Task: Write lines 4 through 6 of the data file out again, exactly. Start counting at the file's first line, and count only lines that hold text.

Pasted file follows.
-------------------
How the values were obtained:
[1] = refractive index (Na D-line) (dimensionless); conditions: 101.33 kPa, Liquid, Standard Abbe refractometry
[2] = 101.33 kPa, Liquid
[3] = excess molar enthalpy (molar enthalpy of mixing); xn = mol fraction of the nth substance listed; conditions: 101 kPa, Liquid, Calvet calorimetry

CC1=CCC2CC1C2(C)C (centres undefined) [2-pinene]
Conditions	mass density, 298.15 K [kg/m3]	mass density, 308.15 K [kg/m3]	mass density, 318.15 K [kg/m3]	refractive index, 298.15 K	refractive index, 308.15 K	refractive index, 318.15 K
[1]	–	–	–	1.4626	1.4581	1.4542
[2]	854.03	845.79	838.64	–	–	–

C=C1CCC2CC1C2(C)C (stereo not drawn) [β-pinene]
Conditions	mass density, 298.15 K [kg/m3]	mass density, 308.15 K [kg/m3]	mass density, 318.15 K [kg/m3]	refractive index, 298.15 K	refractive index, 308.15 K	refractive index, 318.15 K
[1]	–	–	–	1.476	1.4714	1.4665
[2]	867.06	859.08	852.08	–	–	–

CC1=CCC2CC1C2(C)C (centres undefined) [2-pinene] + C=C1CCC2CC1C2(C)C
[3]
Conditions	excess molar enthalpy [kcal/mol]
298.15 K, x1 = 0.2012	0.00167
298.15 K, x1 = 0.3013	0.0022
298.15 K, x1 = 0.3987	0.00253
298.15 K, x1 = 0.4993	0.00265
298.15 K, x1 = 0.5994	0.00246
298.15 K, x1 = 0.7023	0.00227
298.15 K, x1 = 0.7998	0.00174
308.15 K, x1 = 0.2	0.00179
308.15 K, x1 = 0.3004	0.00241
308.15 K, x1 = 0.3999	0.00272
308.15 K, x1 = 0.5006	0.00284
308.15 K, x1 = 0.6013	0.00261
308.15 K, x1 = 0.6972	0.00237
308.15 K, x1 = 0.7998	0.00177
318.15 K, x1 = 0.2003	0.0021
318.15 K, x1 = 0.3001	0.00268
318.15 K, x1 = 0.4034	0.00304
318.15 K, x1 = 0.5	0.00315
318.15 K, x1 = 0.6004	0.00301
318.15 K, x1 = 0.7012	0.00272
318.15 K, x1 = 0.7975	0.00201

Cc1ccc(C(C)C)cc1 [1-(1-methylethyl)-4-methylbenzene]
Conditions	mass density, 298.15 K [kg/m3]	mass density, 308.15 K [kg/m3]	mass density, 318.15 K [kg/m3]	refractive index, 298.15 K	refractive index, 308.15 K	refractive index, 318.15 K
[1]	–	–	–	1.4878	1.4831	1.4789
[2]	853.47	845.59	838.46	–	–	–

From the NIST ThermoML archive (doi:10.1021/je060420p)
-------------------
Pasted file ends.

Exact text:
[3] = excess molar enthalpy (molar enthalpy of mixing); xn = mol fraction of the nth substance listed; conditions: 101 kPa, Liquid, Calvet calorimetry

CC1=CCC2CC1C2(C)C (centres undefined) [2-pinene]
Conditions	mass density, 298.15 K [kg/m3]	mass density, 308.15 K [kg/m3]	mass density, 318.15 K [kg/m3]	refractive index, 298.15 K	refractive index, 308.15 K	refractive index, 318.15 K